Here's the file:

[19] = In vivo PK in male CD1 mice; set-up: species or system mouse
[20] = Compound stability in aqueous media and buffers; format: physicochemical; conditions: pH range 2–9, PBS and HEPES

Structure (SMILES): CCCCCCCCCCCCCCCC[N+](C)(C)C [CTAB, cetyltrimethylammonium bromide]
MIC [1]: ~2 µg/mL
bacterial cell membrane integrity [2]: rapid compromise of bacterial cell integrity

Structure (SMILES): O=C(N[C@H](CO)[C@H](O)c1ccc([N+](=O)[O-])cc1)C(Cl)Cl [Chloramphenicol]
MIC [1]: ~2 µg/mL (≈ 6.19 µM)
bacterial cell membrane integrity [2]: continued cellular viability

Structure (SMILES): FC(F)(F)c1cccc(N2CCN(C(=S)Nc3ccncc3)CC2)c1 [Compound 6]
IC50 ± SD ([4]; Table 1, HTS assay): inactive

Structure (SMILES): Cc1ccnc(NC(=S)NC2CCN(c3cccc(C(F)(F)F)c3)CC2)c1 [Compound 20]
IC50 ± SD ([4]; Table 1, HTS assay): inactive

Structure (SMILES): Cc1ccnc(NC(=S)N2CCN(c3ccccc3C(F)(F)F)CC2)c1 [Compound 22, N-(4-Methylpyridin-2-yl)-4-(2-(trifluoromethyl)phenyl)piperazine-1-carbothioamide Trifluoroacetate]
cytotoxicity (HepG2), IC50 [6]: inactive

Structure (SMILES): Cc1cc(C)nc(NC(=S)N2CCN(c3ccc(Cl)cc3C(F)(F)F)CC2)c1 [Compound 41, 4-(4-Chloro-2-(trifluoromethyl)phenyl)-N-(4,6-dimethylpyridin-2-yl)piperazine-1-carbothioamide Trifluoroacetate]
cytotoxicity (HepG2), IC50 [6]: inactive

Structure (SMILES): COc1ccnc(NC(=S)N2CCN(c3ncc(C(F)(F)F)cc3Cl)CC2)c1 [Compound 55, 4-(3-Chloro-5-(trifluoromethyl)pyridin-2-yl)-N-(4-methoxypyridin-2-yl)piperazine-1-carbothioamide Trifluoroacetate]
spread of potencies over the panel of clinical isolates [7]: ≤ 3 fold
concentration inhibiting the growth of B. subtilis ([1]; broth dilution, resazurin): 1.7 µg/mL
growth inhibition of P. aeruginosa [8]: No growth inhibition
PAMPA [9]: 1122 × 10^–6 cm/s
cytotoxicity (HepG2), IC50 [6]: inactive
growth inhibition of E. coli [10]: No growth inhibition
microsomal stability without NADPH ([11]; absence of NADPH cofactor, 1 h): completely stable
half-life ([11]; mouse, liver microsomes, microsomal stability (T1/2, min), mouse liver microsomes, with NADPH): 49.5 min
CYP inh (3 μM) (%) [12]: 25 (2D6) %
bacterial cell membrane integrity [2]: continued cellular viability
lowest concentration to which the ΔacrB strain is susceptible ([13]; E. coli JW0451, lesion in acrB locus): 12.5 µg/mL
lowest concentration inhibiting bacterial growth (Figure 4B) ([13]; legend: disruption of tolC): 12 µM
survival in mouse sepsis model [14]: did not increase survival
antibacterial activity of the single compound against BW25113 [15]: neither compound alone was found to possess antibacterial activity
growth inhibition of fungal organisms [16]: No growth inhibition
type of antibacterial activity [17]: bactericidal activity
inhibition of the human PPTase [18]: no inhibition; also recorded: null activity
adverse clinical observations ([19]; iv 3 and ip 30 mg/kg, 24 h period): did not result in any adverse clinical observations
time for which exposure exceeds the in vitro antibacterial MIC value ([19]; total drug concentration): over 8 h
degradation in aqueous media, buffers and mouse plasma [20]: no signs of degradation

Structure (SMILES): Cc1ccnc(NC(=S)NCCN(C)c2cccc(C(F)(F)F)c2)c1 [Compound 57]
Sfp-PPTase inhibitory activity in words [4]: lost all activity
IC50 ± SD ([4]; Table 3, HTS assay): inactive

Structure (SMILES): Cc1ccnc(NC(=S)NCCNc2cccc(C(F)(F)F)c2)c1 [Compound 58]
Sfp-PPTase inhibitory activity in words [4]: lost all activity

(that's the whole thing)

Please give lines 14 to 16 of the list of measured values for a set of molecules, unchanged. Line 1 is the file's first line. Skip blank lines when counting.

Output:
cytotoxicity (HepG2), IC50 [6]: inactive

Structure (SMILES): Cc1cc(C)nc(NC(=S)N2CCN(c3ccc(Cl)cc3C(F)(F)F)CC2)c1 [Compound 41, 4-(4-Chloro-2-(trifluoromethyl)phenyl)-N-(4,6-dimethylpyridin-2-yl)piperazine-1-carbothioamide Trifluoroacetate]
cytotoxicity (HepG2), IC50 [6]: inactive